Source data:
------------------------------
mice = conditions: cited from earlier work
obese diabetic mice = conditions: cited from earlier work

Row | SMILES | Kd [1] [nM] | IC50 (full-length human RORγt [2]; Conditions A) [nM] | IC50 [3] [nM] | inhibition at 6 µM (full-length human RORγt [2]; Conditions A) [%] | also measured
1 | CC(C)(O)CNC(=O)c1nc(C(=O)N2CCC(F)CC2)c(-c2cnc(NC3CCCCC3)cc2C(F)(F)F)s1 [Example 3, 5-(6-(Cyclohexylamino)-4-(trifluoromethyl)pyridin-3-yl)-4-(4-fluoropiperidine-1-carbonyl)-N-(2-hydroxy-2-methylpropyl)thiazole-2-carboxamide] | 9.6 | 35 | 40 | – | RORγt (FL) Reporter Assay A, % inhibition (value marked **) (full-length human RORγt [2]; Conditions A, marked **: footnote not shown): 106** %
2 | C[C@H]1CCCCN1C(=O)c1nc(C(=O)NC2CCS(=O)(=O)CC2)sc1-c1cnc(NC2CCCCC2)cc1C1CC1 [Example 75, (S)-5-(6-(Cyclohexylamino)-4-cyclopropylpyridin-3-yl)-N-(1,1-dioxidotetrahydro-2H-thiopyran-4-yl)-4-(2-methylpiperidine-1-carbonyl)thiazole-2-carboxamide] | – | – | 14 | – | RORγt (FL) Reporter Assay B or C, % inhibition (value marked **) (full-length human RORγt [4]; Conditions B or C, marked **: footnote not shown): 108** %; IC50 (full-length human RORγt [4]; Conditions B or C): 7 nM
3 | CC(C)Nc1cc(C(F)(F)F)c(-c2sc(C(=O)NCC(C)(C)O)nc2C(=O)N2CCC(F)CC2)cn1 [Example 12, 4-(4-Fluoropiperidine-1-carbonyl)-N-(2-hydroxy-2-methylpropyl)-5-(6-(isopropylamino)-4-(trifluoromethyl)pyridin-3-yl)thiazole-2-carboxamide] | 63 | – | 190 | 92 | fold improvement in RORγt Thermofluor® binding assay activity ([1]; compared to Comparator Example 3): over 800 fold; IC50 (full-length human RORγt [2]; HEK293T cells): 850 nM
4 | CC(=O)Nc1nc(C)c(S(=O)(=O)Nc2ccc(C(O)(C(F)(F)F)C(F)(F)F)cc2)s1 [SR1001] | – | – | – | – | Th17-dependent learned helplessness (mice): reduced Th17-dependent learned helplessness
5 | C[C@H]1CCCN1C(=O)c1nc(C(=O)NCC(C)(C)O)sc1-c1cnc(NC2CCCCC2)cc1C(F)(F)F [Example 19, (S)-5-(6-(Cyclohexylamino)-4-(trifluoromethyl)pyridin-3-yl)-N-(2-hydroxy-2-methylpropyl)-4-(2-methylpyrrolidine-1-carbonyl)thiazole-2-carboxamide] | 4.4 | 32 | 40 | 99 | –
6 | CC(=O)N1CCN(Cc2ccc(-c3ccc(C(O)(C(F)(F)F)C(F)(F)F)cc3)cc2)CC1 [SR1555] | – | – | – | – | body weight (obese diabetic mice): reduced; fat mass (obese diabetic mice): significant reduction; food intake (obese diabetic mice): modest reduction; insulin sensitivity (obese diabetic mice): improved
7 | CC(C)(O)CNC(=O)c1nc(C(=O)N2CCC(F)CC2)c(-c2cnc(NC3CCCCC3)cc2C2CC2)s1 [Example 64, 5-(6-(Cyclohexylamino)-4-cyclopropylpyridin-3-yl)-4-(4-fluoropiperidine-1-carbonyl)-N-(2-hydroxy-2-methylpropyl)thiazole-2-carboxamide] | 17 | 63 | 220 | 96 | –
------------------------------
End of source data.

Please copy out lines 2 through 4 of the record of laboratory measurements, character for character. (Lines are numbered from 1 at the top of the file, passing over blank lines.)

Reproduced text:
obese diabetic mice = conditions: cited from earlier work

Row | SMILES | Kd [1] [nM] | IC50 (full-length human RORγt [2]; Conditions A) [nM] | IC50 [3] [nM] | inhibition at 6 µM (full-length human RORγt [2]; Conditions A) [%] | also measured
1 | CC(C)(O)CNC(=O)c1nc(C(=O)N2CCC(F)CC2)c(-c2cnc(NC3CCCCC3)cc2C(F)(F)F)s1 [Example 3, 5-(6-(Cyclohexylamino)-4-(trifluoromethyl)pyridin-3-yl)-4-(4-fluoropiperidine-1-carbonyl)-N-(2-hydroxy-2-methylpropyl)thiazole-2-carboxamide] | 9.6 | 35 | 40 | – | RORγt (FL) Reporter Assay A, % inhibition (value marked **) (full-length human RORγt [2]; Conditions A, marked **: footnote not shown): 106** %